High Mobility Group A1 (HMGA1) is an architectural chromatin factor involved in the regulation of gene expression and a master regulator in Triple Negative Breast Cancer (TNBC). In TNBC, HMGA1 is overexpressed and coordinates a gene network that controls cellular processes involved in tumour development, progression, and metastasis formation. Here, we find that the expression of HMGA1 and of the microtubule-destabilizing protein stathmin correlates in breast cancer (BC) patients. We demonstrate that HMGA1 depletion leads to a downregulation of stathmin expression and activity on microtubules resulting in decreased TNBC cell motility. We show that this pathway is mediated by the cyclin-dependent kinase inhibitor p27(kip1) (p27). Indeed, the silencing of HMGA1 expression in TNBC cells results both in an increased p27 protein stability and p27-stathmin binding. When the expression of both HMGA1 and p27 is silenced, we observe a significant rescue in cell motility. These data, obtained in cellular models, were validated in BC patients. In fact, we find that patients with high levels of both HMGA1 and stathmin and low levels of p27 have a statistically significant lower survival probability in terms of relapse-free survival (RFS) and distant metastasis-free survival (DMFS) with respect to the patient group with low HMGA1, low stathmin, and high p27 expression levels. Finally, we show in an in vivo xenograft model that depletion of HMGA1 chemo-sensitizes tumour cells to paclitaxel, a drug that is commonly used in TNBC treatments. This study unveils a new interaction among HMGA1, p27, and stathmin that is critical in BC cell migration. Moreover, our data suggest that taxol-based treatments may be more effective in reducing the tumour burden when tumour cells express low levels of HMGA1.

HMGA1 positively regulates the microtubule-destabilizing protein stathmin promoting motility in TNBC cells and decreasing tumour sensitivity to paclitaxel

Sgubin, Michela;Pegoraro, Silvia;Ros, Gloria;Sgarra, Riccardo;Manfioletti, Guidalberto
2022

Abstract

High Mobility Group A1 (HMGA1) is an architectural chromatin factor involved in the regulation of gene expression and a master regulator in Triple Negative Breast Cancer (TNBC). In TNBC, HMGA1 is overexpressed and coordinates a gene network that controls cellular processes involved in tumour development, progression, and metastasis formation. Here, we find that the expression of HMGA1 and of the microtubule-destabilizing protein stathmin correlates in breast cancer (BC) patients. We demonstrate that HMGA1 depletion leads to a downregulation of stathmin expression and activity on microtubules resulting in decreased TNBC cell motility. We show that this pathway is mediated by the cyclin-dependent kinase inhibitor p27(kip1) (p27). Indeed, the silencing of HMGA1 expression in TNBC cells results both in an increased p27 protein stability and p27-stathmin binding. When the expression of both HMGA1 and p27 is silenced, we observe a significant rescue in cell motility. These data, obtained in cellular models, were validated in BC patients. In fact, we find that patients with high levels of both HMGA1 and stathmin and low levels of p27 have a statistically significant lower survival probability in terms of relapse-free survival (RFS) and distant metastasis-free survival (DMFS) with respect to the patient group with low HMGA1, low stathmin, and high p27 expression levels. Finally, we show in an in vivo xenograft model that depletion of HMGA1 chemo-sensitizes tumour cells to paclitaxel, a drug that is commonly used in TNBC treatments. This study unveils a new interaction among HMGA1, p27, and stathmin that is critical in BC cell migration. Moreover, our data suggest that taxol-based treatments may be more effective in reducing the tumour burden when tumour cells express low levels of HMGA1.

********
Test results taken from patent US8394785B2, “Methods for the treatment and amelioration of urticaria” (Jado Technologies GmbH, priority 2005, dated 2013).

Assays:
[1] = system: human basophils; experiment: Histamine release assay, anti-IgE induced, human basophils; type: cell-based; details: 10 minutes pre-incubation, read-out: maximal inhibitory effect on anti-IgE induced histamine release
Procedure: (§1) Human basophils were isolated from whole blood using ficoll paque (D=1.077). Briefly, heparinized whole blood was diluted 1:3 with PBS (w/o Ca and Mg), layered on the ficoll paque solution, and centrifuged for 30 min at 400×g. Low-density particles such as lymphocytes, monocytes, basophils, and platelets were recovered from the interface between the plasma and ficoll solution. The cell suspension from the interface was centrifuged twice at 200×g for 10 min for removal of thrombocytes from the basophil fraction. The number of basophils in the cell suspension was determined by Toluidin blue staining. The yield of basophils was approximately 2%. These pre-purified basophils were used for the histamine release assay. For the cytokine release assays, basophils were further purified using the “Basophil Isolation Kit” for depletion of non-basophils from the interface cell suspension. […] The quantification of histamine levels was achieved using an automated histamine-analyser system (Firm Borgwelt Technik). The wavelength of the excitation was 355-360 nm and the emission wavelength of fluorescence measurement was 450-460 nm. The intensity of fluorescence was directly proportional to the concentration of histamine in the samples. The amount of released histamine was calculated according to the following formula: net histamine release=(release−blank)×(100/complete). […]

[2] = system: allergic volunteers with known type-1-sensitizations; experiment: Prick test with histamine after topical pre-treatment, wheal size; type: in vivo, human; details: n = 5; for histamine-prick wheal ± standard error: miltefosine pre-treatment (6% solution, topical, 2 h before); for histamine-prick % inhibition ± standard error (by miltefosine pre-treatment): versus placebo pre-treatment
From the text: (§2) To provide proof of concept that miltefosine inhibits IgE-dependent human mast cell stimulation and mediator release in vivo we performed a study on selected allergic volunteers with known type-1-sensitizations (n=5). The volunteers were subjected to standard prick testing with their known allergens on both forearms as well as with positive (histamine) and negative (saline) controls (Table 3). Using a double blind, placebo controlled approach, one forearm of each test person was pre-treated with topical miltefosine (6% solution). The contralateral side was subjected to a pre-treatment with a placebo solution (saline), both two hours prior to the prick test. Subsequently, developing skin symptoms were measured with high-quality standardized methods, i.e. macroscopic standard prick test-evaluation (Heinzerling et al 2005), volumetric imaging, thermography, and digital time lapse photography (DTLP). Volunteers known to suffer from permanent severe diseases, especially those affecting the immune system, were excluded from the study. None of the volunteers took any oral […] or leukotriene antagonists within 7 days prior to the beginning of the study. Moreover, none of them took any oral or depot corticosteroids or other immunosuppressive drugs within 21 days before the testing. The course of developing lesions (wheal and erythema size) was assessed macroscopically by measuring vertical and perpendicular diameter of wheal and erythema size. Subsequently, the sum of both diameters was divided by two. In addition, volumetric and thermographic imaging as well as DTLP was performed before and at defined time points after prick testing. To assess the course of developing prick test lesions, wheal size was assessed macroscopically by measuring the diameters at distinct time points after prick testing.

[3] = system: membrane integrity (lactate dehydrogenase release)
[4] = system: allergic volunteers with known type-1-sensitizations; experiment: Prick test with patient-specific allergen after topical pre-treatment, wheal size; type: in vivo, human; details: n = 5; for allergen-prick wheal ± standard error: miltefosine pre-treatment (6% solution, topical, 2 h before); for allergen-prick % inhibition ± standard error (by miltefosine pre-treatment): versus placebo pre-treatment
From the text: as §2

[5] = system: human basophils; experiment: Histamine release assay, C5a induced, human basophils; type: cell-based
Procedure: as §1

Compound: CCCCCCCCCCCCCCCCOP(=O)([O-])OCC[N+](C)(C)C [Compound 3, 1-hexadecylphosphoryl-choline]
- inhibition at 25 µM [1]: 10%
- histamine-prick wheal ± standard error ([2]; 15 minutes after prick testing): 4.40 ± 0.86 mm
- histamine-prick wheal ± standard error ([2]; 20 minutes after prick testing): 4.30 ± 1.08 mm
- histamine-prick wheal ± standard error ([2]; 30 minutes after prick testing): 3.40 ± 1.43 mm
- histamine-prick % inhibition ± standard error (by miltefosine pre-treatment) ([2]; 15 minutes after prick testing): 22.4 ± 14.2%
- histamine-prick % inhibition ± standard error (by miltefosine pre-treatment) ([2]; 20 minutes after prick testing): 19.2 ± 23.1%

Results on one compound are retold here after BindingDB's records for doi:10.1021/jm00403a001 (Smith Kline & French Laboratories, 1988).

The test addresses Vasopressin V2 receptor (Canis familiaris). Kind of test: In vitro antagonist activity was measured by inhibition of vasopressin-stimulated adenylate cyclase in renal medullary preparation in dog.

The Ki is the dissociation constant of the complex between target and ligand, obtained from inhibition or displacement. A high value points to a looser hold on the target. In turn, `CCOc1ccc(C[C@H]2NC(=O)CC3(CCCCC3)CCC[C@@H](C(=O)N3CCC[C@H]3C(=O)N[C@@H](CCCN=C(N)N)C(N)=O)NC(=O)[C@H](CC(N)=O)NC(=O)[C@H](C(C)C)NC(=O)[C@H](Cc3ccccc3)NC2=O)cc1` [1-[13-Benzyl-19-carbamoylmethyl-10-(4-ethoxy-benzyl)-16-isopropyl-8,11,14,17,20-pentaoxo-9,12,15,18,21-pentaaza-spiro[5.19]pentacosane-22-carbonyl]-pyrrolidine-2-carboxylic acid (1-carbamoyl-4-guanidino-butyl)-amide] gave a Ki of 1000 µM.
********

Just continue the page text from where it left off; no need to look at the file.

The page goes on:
Pubblicato
https://www.nature.com/articles/s41419-022-04843-4
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Utilizza questo identificativo per citare o creare un link a questo documento: https://hdl.handle.net/11368/3027428
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